OLOVSKE LUKE, Bosnia-Herzegovina – The last clothes that 6-year-old Tarik Bijelic wore hang on a line in his yard: a red "Miami" basketball jersey, a pair of gray pants, blue size 2 sneakers.
The blood has been washed off. But the jersey carries the mark of tragedy: a long incision between the "i'' and the "a'' where doctors tried to get to the boy's shattered chest.
Tarik was hit by a land mine last week as he scavenged in the forest for firewood to help his family make ends meet.
He died in his father's arms.
Under an international treaty, Bosnia was supposed to be free of mines by 2009. Instead, it has quietly obtained another decade to clear the estimated 1,300 remaining square kilometers (500 square miles) of mine fields. In the 16 years since Bosnia's three-year war ended, mines have killed 591 people. So far this year, seven people have been killed and 3 maimed.
Tarik had been looking forward to starting school wearing a backpack stamped with his favorite cartoon character. Instead, he became his village's sixth land-mine victim — the casualty of a war that ended a decade before he was born.
Living next to mine fields is accepted as a fact of life here. The village was a front line during the 1992-95 Bosnian war and when the residents returned to their homes in 1996, they found their houses devastated, surrounded by mine fields. The Bijelic family, like many others in the village, makes a living by selling wood from nearby forests, ignoring signs bearing a white skull and the warning "Attention Mines."
Familiarity with tragedy doesn't blunt the pain.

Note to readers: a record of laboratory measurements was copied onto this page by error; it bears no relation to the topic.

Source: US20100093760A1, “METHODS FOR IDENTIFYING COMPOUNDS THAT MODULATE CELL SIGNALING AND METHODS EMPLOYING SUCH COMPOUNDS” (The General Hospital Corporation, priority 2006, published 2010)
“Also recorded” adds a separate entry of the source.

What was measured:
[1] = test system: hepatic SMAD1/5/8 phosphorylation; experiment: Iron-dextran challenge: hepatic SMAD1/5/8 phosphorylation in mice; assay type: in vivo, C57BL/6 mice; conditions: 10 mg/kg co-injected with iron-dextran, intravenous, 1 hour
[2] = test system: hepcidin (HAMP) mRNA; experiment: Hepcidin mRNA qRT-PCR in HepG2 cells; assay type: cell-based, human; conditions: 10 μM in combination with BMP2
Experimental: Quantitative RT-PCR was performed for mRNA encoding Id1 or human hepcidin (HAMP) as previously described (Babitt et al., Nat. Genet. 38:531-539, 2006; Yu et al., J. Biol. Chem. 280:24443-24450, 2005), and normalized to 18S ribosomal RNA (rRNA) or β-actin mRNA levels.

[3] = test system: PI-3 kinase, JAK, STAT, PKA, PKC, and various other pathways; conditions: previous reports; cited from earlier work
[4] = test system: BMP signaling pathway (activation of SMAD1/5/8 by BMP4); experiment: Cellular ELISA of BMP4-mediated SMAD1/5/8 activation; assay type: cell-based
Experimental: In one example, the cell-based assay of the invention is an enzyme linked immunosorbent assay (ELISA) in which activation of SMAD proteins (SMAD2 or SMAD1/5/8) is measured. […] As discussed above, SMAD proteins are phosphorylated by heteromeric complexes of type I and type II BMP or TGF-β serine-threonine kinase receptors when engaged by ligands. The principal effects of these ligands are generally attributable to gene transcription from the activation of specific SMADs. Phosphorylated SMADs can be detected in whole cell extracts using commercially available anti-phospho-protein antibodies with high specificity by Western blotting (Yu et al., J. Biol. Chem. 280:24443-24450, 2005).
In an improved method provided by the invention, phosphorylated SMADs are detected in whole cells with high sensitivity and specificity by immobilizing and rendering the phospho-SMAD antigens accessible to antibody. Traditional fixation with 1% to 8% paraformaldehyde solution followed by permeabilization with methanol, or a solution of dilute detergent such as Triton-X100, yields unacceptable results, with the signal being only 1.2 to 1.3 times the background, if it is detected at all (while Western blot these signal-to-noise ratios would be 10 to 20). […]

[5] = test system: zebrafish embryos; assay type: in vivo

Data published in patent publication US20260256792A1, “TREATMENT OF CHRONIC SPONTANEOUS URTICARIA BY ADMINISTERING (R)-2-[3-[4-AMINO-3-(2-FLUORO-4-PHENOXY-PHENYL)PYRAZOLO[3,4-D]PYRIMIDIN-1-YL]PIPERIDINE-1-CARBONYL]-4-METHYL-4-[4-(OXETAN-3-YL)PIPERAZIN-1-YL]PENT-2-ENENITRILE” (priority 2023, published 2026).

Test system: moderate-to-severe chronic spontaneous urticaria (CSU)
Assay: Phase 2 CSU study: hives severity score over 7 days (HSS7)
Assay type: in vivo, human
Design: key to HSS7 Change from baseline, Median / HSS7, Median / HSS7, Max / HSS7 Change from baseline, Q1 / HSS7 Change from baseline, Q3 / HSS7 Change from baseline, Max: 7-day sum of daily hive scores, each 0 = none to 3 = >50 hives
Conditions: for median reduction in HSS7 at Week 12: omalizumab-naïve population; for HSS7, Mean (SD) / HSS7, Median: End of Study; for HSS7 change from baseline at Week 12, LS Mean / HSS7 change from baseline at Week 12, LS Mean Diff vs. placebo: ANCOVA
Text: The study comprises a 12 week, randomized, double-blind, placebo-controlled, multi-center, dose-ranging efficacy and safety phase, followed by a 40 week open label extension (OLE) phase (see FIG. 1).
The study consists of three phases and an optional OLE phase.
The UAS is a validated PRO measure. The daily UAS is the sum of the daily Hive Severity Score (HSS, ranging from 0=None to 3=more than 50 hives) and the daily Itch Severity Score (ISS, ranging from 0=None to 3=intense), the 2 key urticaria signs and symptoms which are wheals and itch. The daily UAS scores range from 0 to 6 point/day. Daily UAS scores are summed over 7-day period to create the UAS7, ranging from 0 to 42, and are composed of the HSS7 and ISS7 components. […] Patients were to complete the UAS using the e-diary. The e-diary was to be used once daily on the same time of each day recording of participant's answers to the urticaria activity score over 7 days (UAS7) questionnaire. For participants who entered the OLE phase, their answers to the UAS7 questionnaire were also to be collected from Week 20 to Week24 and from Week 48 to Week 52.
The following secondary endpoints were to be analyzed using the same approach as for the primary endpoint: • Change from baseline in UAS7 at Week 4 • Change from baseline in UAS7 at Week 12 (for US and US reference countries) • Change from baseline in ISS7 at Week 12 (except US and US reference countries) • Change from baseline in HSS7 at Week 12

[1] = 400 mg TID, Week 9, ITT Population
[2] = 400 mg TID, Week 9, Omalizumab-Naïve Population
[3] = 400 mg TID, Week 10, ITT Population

At the hospital, Tarik's father, Ibro Bijelic, repeatedly whispered: "I wish it would have been me."
"Bosnia-Herzegovina is one of the most (mine) infested countries in the world," said Dusan Gavran, the head of the country's Mine Action Center. He said the only obstacle to making Bosnia mine-free is the cost: "We have the capacity, qualified deminers, equipment, but we lack funds."
Bosnia's war over its independence from Serb-led Yugoslavia took more than 100,000 lives. All three sides in the conflict — Bosniaks, Serbs and Croats — secured their front lines with mine fields that, laid end to end, would form a belt stretching 8,700 miles, more than a third of the circumference of the earth.
Bosniaks, the least armed group, often laid mines hastily around cities they controlled and the Serbs besieged. This made it harder for the much better equipped Serbs to conquer them. That's how the capital of Sarajevo remained completely encircled by mine fields when the war ended.
Bosnia needs 40 million euro ($50 million) every year to meet its new goal of clearing the mines by 2019. It costs $2.50 to scan a square yard of territory — more than the going price for some land. It may sound cheap until you consider the vast areas of Bosnia that must be poked and prodded to ensure they're safe. All told, locating and removing a single mine costs $10,000.
By now, almost all mine fields are clearly marked. Villagers brave the mines out of economic necessity in a region where the unemployment rate is almost 30 per cent.
"The key factor is the economy. Life is very hard for the population," Gavran said. In the past five years all mine accidents happened in marked mine fields. "People enter them consciously. When we investigate, they tell us 'we have to,' and often even after they witness casualties, they still go."
In one case, he said, the Mine Action Center recorded three deaths in one family that occurred within 300 meters (yards) of one another. The victims were cutting wood in a forest marked as a mine field.
Searching for wood with his father, Tarik picked up a branch, apparently setting off the land mine. His father, wounded himself, carried him to a road and stopped a car, which drove them to a hospital. Doctors made a frantic attempt to revive the boy but it was too late.
At the Bijelic home, neighbors gather around a family album looking at Tarik's pictures. One shows him playing with children; in another he's in a plastic pool playing with a yellow rubber duck.
Tarik's younger brother, Bakir, plays with an old chair in the yard. He will inherit his brother's drying clothes.
"Hey," the 4-year-old calls out to mourners walking out of the house. "Do you know when Tarik will come home?
"It's boring without him."